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Took my Celestron AVX Mount out this afternoon to familiarize my self with it in the daylight. Wasn’t sure if or how it would work, since it’s my first goto Mount. I got it setup per the directions and attached the SkySync GPS. It locked on my location very quickly so I did the Quick Align option just as a test. The polar scope was oriented north, and I used Sky Safari to locate stars I couldn’t see cause it was daytime. My first choice was Sirius and it slewed right around to what should be the general vicinity! I then chose Venus in the West and off it went! I hit home and it went back to the original setup position. I can’t wait to take it out tomorrow night and really put it through it’s paces! This is totally most excellent!
Having had difficulty in aligning and never actually managing to get my AVX to track to the standard I know it can, is the Celestron StarSense gadget the answer?
I know I can align my scope accurately if I put the effort in and having moved last year I’ve been unable to have my mount fixed on a pier so I’m seriously considering this piece of kit as an easier way to align and to motivate me to get out more often.
Please share your thoughts.....
Dusted off the scope last night to check if everything is working ok, aimed for a quick bash at Jove, then some fiddling with the OAG setup using M13 as target.
Attached is Jupiter at around 1030 with Io bottom left. I was quite pleased as only had 2 runs of 3 minutes before moving onto the guiding practice which went 'badly'
I spent a fair amount of Wednesday afternoon centering my polar scope... Little did I realise that the polar scope requires centering before you even attempt perfect polar alignment. It appears that my AVX has been very forgiving in the fact that in the past I have more or less just got polaris somewhere near the centre of the circle before aligning. However, after watching many YouTube clips on how to centre the polar scope I finally achieved my aim in having the polar scope centered. Last night was my first serious attempt at 'Bang on' polar alignment with a well centered polar scope!!
For some time I've been moaning about having to scramble around on the floor bending my knees and neck looking up for polaris through the polar scope! last night I raised my tripod to almost full extension and managed to look through the polar scope sat comfortably on a picnic chair. I started setting up early so used my compass during the early evening to point north ready for the appearance of polaris... Wow! when Polaris appeared I wasn't far out :-) I rotated the the reticule so the view through the polar scope matched what I could see in the sky with the plough above the centre circle, a quick tweak and 'Bingo' Polaris was spot on where it should be... let the fun begin!!
Oops before I did that I freelanced over to the crescent moon situated between two rooftops from my observing location... stunning! I tend to always overlook how wonderful the surface of the moon looks at high mag... Whilst observing using my Starwave 102 and a Vixen NPL 20mm I could see what looked like two bright spots at the top of the crescent like tiny stars. On closer observation I figure these must of been a couple of mountain tops caught in the sunlight... That was amazing, would lover to know the name of those peaks!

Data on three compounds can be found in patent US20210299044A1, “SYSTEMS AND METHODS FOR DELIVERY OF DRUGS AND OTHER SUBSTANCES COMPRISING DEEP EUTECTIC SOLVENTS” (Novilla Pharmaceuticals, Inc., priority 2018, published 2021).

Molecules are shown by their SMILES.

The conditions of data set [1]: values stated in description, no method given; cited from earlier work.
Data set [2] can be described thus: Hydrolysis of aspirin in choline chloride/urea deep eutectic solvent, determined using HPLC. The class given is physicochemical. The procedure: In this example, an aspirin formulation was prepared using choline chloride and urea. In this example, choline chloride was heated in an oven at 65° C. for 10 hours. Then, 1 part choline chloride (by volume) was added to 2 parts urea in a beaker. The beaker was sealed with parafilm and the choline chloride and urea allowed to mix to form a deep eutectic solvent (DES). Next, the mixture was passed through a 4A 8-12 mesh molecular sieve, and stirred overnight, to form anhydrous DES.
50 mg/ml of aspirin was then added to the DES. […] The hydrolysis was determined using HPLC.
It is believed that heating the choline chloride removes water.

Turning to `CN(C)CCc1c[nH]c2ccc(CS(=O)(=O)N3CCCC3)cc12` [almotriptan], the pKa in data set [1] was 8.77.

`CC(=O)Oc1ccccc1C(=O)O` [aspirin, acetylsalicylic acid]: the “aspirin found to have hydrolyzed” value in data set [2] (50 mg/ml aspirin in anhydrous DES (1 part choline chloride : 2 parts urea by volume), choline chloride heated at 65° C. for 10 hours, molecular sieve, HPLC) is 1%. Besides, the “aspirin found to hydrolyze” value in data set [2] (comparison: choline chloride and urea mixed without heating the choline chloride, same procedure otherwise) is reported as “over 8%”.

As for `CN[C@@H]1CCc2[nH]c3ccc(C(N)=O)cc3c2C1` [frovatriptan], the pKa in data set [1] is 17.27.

Here is my list of targets bagged using a combination of a Celestron 32mm, Vixen NPL 20mm, Meade 12 & 18mm, a trusty BST 8mm and for Jupiter a blue filter.
Jupiter, M5, Epsilon Lyrae 1,2, Zeta Lyrae, Xi Bo, Theta 2 Can, Tegman, Kappa Bo (Loved this) Iota Cancer, Graffias, Delta Serpens, Theta Serpens, Algieba (Leo) Coma Star Cluster Melotte 111
Toward the end of the session I practised entering the RA & Dec into the handset, hitting targets pretty much bang on (very pleasing)... Although when referencing the 'Double Stars for small telescopes' book by Sissy Haas the coordinates given are not as long in numbers as the ones on the handset... I still hit the targets bang on though so was delighted.
Nicks Tips No 5 - Throwing a blanket over the washing line to create a dark space removing a cluster of 3 streetlights 100m away over the neighbours fence... Genius!
Here's a quick guide to adjusting the tightness on the Dec and RA axes on the AVX mount. Freeing up the axes means better guiding, less wear on gears and motors (some gears in the drivetrain are plastic), lower worm PE and you will be able to balance more precisely.
Remove the counterweight bar and cup to reveal the tension ring. To adjust this first loosen the 2 grub screws at its side... there is a small access hole at the side of the housing. You'll need a tiny allen key to do this. Then use a slightly larger, stiffer allen key and insert this into the access hole and against the grub screw so that the tension ring is wedged tight against the allen key - this serves to hold the tension ring in place as you turn the axis, no need for a special tool! Now rotate the mount saddle anti-clockwise to loosen the tension ring until you feel some vertical play (grab hold of the saddle and move up and and down to test). Slowly tighten until there's no play. Tighten grub screws.
Remove the plastic cup at the end of the axis. The RA tension ring has 3 grub screws and the access hole is hidden by the control panel cover (3 screws hold this in place). My RA axis was very tight and needed a few turns of the axis before I got any vertical play.
For those wishing to improve their AVX further I recommend adjusting the worm housings in both axes.